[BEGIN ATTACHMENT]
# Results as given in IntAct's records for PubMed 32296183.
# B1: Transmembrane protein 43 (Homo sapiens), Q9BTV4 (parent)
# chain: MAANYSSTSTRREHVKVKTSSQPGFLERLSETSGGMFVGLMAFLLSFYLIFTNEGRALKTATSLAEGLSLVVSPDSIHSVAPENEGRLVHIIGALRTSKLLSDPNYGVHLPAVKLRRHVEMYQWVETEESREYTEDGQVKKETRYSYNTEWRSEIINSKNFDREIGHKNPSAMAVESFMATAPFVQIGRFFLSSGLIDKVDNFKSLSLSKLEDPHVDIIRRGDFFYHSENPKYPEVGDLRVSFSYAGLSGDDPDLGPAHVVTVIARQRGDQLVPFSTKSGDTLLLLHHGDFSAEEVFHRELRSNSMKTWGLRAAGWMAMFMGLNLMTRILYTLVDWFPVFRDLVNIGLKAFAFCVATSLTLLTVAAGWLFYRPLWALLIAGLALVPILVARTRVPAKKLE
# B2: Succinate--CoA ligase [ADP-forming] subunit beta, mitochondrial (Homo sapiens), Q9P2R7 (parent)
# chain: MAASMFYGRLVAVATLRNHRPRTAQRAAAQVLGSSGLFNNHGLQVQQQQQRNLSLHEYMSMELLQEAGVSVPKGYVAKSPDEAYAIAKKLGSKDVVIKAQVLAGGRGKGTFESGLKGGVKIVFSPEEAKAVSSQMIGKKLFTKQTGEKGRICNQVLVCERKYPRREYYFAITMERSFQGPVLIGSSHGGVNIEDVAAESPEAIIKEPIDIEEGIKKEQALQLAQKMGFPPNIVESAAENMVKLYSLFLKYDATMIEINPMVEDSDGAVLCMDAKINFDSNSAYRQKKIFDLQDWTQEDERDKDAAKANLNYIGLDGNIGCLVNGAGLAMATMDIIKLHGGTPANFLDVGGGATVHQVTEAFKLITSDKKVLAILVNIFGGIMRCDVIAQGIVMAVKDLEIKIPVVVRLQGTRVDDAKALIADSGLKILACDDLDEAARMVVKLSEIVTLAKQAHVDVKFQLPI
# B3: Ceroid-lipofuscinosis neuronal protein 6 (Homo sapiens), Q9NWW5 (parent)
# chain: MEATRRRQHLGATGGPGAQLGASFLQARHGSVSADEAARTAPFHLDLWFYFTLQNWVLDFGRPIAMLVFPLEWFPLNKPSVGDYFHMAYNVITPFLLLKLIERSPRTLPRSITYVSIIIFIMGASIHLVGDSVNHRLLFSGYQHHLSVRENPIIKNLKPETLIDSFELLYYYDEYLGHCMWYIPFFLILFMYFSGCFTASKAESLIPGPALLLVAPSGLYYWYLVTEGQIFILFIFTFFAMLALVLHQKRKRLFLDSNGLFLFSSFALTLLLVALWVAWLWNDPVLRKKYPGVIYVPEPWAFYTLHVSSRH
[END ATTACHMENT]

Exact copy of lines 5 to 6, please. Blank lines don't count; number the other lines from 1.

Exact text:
# chain: MAASMFYGRLVAVATLRNHRPRTAQRAAAQVLGSSGLFNNHGLQVQQQQQRNLSLHEYMSMELLQEAGVSVPKGYVAKSPDEAYAIAKKLGSKDVVIKAQVLAGGRGKGTFESGLKGGVKIVFSPEEAKAVSSQMIGKKLFTKQTGEKGRICNQVLVCERKYPRREYYFAITMERSFQGPVLIGSSHGGVNIEDVAAESPEAIIKEPIDIEEGIKKEQALQLAQKMGFPPNIVESAAENMVKLYSLFLKYDATMIEINPMVEDSDGAVLCMDAKINFDSNSAYRQKKIFDLQDWTQEDERDKDAAKANLNYIGLDGNIGCLVNGAGLAMATMDIIKLHGGTPANFLDVGGGATVHQVTEAFKLITSDKKVLAILVNIFGGIMRCDVIAQGIVMAVKDLEIKIPVVVRLQGTRVDDAKALIADSGLKILACDDLDEAARMVVKLSEIVTLAKQAHVDVKFQLPI
# B3: Ceroid-lipofuscinosis neuronal protein 6 (Homo sapiens), Q9NWW5 (parent)